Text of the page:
Cuisine Culture – Eating quirks from around the globe
Discovering new food and indulging in different cultural dining habits is one of the greatest parts of traveling. Click through to see the unique cuisine habits of seven countries.
The land of hearty pot pies and gravy soaked chips has a few dining quirks.
- Perhaps one of the oddest, is eating a banana with a knife and fork. A banana is the ultimate grab & go snack, so seeing it properly sectioned with a knife and fork can be giggle inducing, but it is a common practice in England.
- Take note if you are dining with the royal family that whistling at the table is consider rude, so when Queen Elizabeth arrives, refrain from tooting out Lorde’s song.
- Tea, tea, tea. It is well known that the English love their strong tea. When hosting Brits, make sure you have some at the ready.
The beautiful country of Portugal is famous for their Port wine. So it is surprising that it’s considered an insult to bring a bottle of wine to the hostess of a dinner party.
Portugal is also known for serving dinner late. Most restaurants don’t open until 7, and one must ask for the bill when they are ready to depart. Meals are a leisurely affair and can last well into the night.
If you weren’t raised in China, then forget everything you know about manners. In China it is considered a compliment to the chef to belch at the table. After doing an earth-shattering belch, make sure to make a mess about the table– don’t leave it nice and neat. However, do leave some food on the plate, this is how the host know that she/he provided enough to eat.
Parisian are oh-so-chic! Follow these dining rules in France to show off your sophisticated ways:
- Never ask to split the bill. Offer to pay the whole bill or wait until someone else offers.
- Keep both hand visible when eating and turn off your phone (definitely don’t put your phone on the table!)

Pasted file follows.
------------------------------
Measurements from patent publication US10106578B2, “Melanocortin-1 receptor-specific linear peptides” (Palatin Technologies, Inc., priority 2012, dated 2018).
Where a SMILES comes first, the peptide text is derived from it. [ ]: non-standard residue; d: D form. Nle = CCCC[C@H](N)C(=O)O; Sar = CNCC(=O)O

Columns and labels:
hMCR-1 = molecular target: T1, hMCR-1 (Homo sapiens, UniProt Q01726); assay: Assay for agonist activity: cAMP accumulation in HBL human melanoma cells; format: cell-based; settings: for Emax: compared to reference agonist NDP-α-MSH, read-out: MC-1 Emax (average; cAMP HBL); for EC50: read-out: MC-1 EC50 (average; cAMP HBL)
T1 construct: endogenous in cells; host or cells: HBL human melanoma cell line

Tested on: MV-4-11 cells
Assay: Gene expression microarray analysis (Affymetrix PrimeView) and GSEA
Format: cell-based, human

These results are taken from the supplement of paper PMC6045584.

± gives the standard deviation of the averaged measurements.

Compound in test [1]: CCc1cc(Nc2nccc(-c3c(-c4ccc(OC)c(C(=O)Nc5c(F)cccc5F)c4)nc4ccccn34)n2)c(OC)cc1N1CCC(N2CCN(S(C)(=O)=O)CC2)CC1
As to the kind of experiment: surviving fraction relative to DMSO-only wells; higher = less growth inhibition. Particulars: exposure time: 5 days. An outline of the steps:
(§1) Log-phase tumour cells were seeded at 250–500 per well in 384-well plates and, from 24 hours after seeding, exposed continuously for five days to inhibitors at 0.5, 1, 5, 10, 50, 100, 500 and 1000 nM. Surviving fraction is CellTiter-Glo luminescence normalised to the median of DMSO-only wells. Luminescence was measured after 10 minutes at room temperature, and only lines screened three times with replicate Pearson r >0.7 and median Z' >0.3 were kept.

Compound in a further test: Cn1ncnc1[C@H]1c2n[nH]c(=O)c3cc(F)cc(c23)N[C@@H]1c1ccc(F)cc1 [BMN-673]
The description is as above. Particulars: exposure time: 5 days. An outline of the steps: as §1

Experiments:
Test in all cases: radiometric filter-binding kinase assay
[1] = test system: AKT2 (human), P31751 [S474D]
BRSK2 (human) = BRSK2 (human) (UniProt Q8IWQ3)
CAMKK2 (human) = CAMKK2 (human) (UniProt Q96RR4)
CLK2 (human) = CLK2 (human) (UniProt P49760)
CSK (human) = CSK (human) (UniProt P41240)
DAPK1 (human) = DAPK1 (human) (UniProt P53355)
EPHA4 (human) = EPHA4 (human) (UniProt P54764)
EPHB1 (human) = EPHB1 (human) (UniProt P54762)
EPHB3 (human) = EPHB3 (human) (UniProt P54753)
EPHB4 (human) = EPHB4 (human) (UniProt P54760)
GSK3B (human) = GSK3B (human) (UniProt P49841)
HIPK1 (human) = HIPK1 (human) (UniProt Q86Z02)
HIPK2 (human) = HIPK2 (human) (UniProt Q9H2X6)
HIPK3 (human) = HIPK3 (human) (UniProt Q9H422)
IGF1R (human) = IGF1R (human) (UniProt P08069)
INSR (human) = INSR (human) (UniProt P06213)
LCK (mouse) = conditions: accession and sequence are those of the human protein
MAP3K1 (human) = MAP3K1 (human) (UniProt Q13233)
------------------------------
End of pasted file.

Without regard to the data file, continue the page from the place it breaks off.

- Had all the wine you can drink for the evening? Leave the glass almost full or it will continue to be refilled.
In the land of the free, one will find people eating a variety of ways. The below three rules usually hold true for most parts of the country.
- Don’t reach over anyone’s plate. Always ask for something to be pass, instead of grabbing it yourself.
- Put your napkin on your lap. This can be done as soon as you sit down.
- No elbows on the table. Keep them airborne or tucked into your sides — Yes, even when eating chicken wings.
Pizza, pasta, cheese, just thinking of italian food gets one’s mouth-watering! Learn the proper way to delight in this delicious culture.
- Restrain from eating the bread on the table. This is meant to be noshed with the meal, not before.
- Don’t ask for extra cheese, especially for pizza
- Twirl your pasta and use the side of the bowl for assistance (not a spoon)
- Feeling fatigued? Wait until after the meal to have a cup of coffee. It is considered odd to have coffee before or during the meal.
Japan’s neatness level is quite the opposite of China’s. Instead of making a mess of the table, Japanese will put lids back on dishes, return chopsticks to holders, and leave the table organized. It is also important to keep an eye on other’s drinks, if they are getting low, fill them up- Never fill your own cup. Enjoying the meal? Let the chef know by slurping the food.